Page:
On Saturday, Sarah Palin wrote a piece criticizing president-elect Donald Trump's deal with Carrier to keep hundreds of jobs from being outsourced from Indiana. In what may be the understatement of the year, Trump is usually very outspoken against his critics. And considering Palin may be up for a position in Trump's Cabinet, Trump could dump Palin before making his pick. So does Trump still like Sarah Palin?
On Dec. 1, president-elect Trump announced he'd made a deal with air-conditioning manufacturer Carrier to keep 800 jobs in Indiana (which happens to be where Trump's vice president-elect Mike Pence is governor) rather than outsourcing them to Mexico.
Palin, former governor of Alaska, wrote an article for Young Conservatives showing her disapproval of the Carrier deal. She argued that politicians choosing which companies receive government support is a sign of "corruption." Palin added that "when government steps in arbitrarily with individual subsidies, favoring one business over others, it sets inconsistent, unfair, illogical precedent."
It's a strong criticism from someone who made a long, long speech endorsing Trump back when he was on the campaign trail. The criticism is also surprising because Trump may be considering putting Palin in charge of the Department of Veterans Affairs, which Trump has promised to completely overhaul.
But so far, Trump hasn't mentioned anything about Palin's criticism of his deal with Carrier, or against Palin herself (probably because he's too busy tweeting about Saturday Night Live). Romper reached out to both Trump and Palin; neither returned the requests for comment.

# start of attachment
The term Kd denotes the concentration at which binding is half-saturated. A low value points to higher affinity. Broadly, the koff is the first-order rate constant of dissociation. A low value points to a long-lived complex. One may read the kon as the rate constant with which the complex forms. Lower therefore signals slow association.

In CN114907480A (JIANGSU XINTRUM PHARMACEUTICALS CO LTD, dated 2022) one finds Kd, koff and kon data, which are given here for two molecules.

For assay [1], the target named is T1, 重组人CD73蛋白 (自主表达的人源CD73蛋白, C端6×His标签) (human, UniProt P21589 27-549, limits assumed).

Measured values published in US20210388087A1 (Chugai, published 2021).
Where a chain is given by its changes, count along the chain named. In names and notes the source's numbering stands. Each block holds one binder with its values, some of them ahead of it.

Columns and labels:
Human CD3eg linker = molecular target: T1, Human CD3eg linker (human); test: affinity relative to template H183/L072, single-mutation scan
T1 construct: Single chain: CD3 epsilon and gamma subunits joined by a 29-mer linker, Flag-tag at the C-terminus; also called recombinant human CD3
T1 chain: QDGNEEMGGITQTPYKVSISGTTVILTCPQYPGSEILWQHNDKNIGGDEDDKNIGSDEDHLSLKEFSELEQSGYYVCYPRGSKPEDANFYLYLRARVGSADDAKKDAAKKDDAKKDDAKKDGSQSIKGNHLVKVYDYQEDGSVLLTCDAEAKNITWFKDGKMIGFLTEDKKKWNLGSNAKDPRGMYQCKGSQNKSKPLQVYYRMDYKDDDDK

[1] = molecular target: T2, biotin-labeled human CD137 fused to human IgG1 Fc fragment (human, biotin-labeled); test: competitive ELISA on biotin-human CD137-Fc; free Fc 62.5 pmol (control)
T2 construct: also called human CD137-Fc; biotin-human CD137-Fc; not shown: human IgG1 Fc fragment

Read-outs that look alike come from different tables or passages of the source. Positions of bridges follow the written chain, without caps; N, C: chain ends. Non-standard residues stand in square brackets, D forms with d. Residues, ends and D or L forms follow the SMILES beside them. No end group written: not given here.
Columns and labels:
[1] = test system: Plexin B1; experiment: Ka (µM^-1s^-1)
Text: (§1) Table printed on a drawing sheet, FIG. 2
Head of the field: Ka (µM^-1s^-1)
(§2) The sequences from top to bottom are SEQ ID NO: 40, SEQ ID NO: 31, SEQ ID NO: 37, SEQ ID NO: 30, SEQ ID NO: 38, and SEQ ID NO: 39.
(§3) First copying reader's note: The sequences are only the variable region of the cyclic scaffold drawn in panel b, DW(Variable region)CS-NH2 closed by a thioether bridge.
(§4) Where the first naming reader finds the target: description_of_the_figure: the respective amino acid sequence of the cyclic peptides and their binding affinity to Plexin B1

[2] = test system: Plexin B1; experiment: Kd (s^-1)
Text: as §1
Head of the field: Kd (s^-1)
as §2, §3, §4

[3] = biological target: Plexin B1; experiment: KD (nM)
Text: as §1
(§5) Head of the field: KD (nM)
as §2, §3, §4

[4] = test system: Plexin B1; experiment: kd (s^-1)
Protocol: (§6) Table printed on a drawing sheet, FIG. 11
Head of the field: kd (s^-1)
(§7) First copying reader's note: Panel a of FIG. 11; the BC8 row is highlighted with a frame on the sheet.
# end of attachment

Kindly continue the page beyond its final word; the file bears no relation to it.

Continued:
Despite the criticism, I don't think Trump would completely write-off Palin, who has been one of his biggest supporters. The reason why? Because Trump has managed to mend fences with one of his biggest critics: Mitt Romney.
During the campaign, Romney famously went against Donald Trump, calling him a "phony" and a "fraud." And yet, recently Trump was considering Mitt Romney as a candidate for secretary of state. And even though the Boston Herald reported that Romney is no longer under consideration for the role, GOP strategist Ryan Williams said that Romney will likely be an advisor to the president-elect.
Whether or not he becomes a member of the Trump administration, he has worked to mend fences and re-establish ties with the president-elect. He’ll be someone that President Trump can call if he needs advice or counsel.
Trump offered kind words for Romney after they shared a dinner together in late November. “Don’t forget I hit Mitt pretty hard also, I mean, before the fact so I understand how it all works,” Trump said in an interview with Fox News. “He’s been very, very nice.”
So if Trump can mend fences with Romney, I'm sure his relationship with Palin hasn't soured too much, if at all. After all, Palin and Trump have been friends for years. And Palin has gone right back to expressing support for Trump and what his future presidency will mean for the country:
And if Palin doesn't get chosen for the Department of Veterans Affairs, it may have more to do with her lack of experience for the role than for her critical comments.